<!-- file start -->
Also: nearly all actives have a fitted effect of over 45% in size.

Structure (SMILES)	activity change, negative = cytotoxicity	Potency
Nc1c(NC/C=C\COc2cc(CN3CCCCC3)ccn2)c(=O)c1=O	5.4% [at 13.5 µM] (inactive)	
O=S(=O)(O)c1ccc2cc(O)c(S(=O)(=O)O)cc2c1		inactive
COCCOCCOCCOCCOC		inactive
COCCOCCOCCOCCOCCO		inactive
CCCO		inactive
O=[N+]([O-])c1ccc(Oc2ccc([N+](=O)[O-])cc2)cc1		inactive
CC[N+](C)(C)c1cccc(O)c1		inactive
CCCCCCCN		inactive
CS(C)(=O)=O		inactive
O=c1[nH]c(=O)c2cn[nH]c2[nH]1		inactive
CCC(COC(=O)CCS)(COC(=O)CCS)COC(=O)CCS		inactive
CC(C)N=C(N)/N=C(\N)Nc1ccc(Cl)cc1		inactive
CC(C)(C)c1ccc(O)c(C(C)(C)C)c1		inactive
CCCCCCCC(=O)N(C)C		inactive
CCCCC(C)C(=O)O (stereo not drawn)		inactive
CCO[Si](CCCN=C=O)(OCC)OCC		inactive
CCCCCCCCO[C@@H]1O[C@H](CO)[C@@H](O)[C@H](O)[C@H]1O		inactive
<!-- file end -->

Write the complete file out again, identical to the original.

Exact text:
Also: nearly all actives have a fitted effect of over 45% in size.

Structure (SMILES)	activity change, negative = cytotoxicity	Potency
Nc1c(NC/C=C\COc2cc(CN3CCCCC3)ccn2)c(=O)c1=O	5.4% [at 13.5 µM] (inactive)	
O=S(=O)(O)c1ccc2cc(O)c(S(=O)(=O)O)cc2c1		inactive
COCCOCCOCCOCCOC		inactive
COCCOCCOCCOCCOCCO		inactive
CCCO		inactive
O=[N+]([O-])c1ccc(Oc2ccc([N+](=O)[O-])cc2)cc1		inactive
CC[N+](C)(C)c1cccc(O)c1		inactive
CCCCCCCN		inactive
CS(C)(=O)=O		inactive
O=c1[nH]c(=O)c2cn[nH]c2[nH]1		inactive
CCC(COC(=O)CCS)(COC(=O)CCS)COC(=O)CCS		inactive
CC(C)N=C(N)/N=C(\N)Nc1ccc(Cl)cc1		inactive
CC(C)(C)c1ccc(O)c(C(C)(C)C)c1		inactive
CCCCCCCC(=O)N(C)C		inactive
CCCCC(C)C(=O)O (stereo not drawn)		inactive
CCO[Si](CCCN=C=O)(OCC)OCC		inactive
CCCCCCCCO[C@@H]1O[C@H](CO)[C@@H](O)[C@H](O)[C@H]1O		inactive